니까 / 으니까 Grammar Explanation
In this lesson, we will take a look at the 으니까 grammar pattern which is one of the most common ways of saying “because” or “so” in Korean.
You might already be familiar with the ‘어서/아서/여서‘ grammar pattern which is used to express the same thing. Please note that there are some important differences between the two so please read on.
The preceding clause (the part that comes before this grammar pattern) is the basis for the following clause (what comes after it).
- VST + 으니까 (if the verb stems ends with a consonant), 니까 (if the verb stem ends with a vowel)
- Noun + 이니까 (if the noun ends with a consonant), 니까 (if the verb stem ends with a vowel)
- Both AVST (Verbs) and DVST (Adjectives) can be used, as well as nouns.
- Note that ㄹ, ㅂ irregular verbs conjugate like if the verb stems end with a vowel
- Both past tense (었/았/였) and future tense (겠) can be used with this grammar.
- Scroll down for some conjugation practice!
Difference between 어서 / 아서 /여서 vs (으)니까
If you’re taking a test in Korean, rest assured that they will test you on your ability to differentiate between these two grammar patterns. So make sure you know this well before it’s time for your test. Here are the main differences:
1. The biggest and most notable difference between the two is that ‘어서‘ can not be used with propositive (suggesting an action) or imperative (requesting or commanding an action) sentences, while 으니까 can.
배가 고파서 빨리 오세요. (X) – The sentence is imperative and can not be used with ‘어서’.
배가 고프니까 빨리 오세요. (O)
= I’m hungry so please come fast.
2. (으)니까 can not be used in common greetings and certain common expression. Use 어/아서 instead, for example:
만나서 반갑습니다 (O)
만나니까 반갑습니다 (X)
= Nice to meet you.
늦게 와서 미안해요 (O)
늦게 왔으니까 미안해요 (X)
= Sorry for being late.
3. You should use 으니까 when expressing a subjective reason, whereas 어서/아서/여서 is used to state a natural consequence. This difference can be very subtle and doesn’t necessarily make using one or the other incorrect, as they just express different nuances. But generally speaking, you should try to think of the two like this:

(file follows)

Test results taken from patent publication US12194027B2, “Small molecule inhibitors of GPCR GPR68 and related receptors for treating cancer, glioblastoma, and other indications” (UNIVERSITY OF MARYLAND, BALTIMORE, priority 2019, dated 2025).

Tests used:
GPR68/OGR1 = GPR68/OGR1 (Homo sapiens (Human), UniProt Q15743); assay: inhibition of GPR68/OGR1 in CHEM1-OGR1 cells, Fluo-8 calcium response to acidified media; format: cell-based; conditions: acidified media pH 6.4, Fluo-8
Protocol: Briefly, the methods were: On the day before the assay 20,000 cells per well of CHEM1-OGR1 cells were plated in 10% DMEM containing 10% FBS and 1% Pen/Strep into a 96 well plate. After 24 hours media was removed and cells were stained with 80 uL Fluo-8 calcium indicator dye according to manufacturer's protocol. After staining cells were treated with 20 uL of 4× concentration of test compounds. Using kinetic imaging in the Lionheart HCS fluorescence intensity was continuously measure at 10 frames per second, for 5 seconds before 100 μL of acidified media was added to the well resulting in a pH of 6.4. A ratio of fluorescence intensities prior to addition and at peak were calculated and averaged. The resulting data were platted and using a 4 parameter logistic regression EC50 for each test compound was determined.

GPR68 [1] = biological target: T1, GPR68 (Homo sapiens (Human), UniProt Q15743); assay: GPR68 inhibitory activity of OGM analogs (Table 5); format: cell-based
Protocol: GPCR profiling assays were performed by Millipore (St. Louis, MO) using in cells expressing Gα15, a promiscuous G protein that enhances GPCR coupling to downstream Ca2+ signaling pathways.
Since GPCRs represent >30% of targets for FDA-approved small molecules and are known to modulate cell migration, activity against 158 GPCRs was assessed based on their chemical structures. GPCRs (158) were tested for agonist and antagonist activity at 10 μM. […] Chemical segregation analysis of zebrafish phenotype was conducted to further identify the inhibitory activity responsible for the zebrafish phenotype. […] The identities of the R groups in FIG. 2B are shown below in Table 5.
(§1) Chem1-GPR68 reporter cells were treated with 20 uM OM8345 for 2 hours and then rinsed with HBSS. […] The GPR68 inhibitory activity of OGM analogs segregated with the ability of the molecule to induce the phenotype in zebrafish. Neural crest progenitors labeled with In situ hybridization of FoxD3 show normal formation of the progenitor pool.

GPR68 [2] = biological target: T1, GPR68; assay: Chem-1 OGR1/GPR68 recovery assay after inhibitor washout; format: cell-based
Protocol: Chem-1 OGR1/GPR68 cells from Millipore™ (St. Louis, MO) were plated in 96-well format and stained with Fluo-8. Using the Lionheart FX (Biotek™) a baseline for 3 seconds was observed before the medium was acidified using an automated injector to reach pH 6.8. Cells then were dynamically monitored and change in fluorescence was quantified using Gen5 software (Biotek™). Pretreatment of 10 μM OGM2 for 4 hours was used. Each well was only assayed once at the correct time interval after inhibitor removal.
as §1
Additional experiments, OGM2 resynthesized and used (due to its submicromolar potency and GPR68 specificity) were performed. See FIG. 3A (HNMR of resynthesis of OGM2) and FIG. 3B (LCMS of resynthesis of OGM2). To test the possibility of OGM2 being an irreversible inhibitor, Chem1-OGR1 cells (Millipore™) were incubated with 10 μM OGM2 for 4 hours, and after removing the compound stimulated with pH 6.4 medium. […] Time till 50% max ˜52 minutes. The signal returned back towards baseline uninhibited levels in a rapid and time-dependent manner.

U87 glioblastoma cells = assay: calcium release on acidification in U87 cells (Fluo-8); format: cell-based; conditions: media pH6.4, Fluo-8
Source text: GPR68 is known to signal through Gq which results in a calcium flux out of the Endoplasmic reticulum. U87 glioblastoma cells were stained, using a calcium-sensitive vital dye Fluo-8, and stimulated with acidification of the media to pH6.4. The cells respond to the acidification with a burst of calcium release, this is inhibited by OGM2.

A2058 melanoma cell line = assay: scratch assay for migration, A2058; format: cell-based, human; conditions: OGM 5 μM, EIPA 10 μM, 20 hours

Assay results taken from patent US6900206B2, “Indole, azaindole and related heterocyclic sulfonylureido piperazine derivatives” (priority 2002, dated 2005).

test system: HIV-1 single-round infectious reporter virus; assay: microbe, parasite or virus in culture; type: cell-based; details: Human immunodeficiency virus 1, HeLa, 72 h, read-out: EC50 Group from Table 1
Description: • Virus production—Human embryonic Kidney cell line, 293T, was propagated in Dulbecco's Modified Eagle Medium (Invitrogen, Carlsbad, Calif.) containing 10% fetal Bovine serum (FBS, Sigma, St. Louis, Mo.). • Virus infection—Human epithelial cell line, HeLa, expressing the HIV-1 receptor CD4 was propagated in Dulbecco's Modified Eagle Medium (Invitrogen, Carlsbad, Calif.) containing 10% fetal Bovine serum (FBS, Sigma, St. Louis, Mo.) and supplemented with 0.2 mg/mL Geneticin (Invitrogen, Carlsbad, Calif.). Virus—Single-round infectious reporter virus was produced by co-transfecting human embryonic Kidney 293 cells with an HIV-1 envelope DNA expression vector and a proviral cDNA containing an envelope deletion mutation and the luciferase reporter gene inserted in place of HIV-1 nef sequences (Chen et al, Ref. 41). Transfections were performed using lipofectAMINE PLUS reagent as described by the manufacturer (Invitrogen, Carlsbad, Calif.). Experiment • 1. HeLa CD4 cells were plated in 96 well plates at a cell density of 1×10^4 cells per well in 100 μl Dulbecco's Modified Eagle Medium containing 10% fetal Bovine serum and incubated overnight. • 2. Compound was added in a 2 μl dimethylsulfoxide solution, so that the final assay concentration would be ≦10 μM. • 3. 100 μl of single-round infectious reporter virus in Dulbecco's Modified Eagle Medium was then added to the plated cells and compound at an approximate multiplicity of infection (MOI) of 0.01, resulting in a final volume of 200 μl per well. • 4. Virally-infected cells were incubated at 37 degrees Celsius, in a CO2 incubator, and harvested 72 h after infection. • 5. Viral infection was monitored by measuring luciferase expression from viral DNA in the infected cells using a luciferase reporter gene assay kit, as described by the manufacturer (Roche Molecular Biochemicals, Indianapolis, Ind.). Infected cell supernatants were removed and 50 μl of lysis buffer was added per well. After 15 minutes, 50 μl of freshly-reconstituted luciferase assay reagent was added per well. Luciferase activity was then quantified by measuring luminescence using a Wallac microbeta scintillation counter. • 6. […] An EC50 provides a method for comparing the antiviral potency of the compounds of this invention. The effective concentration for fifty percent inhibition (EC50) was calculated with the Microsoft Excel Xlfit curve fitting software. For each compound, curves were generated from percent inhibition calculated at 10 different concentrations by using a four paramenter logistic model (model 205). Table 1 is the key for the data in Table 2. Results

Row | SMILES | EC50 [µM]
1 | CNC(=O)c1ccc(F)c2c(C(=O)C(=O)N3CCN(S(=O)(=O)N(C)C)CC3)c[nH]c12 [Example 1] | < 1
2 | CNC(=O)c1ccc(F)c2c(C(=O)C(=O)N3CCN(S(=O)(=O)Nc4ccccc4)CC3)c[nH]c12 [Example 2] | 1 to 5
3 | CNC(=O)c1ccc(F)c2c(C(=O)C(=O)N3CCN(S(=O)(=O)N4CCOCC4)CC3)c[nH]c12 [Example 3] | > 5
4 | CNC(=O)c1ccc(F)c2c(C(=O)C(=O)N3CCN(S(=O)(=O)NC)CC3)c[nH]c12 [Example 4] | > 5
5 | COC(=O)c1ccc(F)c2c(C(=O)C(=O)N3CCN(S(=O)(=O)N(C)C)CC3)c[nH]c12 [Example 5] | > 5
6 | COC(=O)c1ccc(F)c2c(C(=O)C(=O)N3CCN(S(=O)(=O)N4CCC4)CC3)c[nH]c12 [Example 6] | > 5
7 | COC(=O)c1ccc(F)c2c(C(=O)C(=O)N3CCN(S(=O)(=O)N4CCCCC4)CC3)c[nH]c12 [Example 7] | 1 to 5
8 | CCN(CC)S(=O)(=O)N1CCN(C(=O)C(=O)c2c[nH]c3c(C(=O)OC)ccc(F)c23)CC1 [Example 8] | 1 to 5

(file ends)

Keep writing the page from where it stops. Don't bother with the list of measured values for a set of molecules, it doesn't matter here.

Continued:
- If you could say “so, naturally…”, then you want to use 어/아/여서
- If it’s not common knowledge or not a natural consequence, you can use (으)니까. You can also use this if the person you are talking to knows about the situation. Like “as you know…so…”
4. You can not use past (았/었/였) and future (겠) tenses with 어서 / 아서 / 여서. That is to say, you can talk about something that happened in the past or happens in the future, but you can not use tense markers in conjugation with it. However, with (으)니까, you can!
= because I came…
To make things simple, here’s a list of things you can, and can’t, use these for.
- You will also encounter this in its shortened form (으)니 which means the same thing. So don’t be confused!
- 으니까 also has a second usage where it is used to express a realization after doing something. This usage often translates to “when” and you should follow it up with some sort of discovery or confirmation
학교에 가니까 아무도 없었다.
= When I went to school, (I realized) there was nobody there.
- You can use ‘그러니까‘ to connect two sentences (as opposed to merging two clauses). This word, aside from “because” and “so” can also mean “I mean…” or “That’s what I’m saying!
= That’s what I’m saying!
비가 올 거예요. 그러니까 우산을 가져 가세요.
= It’s raing. So please take an umbrella with you.
몸이 너무 아프니까 아무것도 못해요.
= I’m too sick so I can’t do anything
= It’s dangerous so be careful
비가 오니까 택시를 탑시다.
= Because it’s raining, let’s take a taxi.
Please like or share if you found this lesson useful! And if you have any questions or something else on your mind, let us know in the comments below and we will do our best to help you out!
By: Kimchi Cloud
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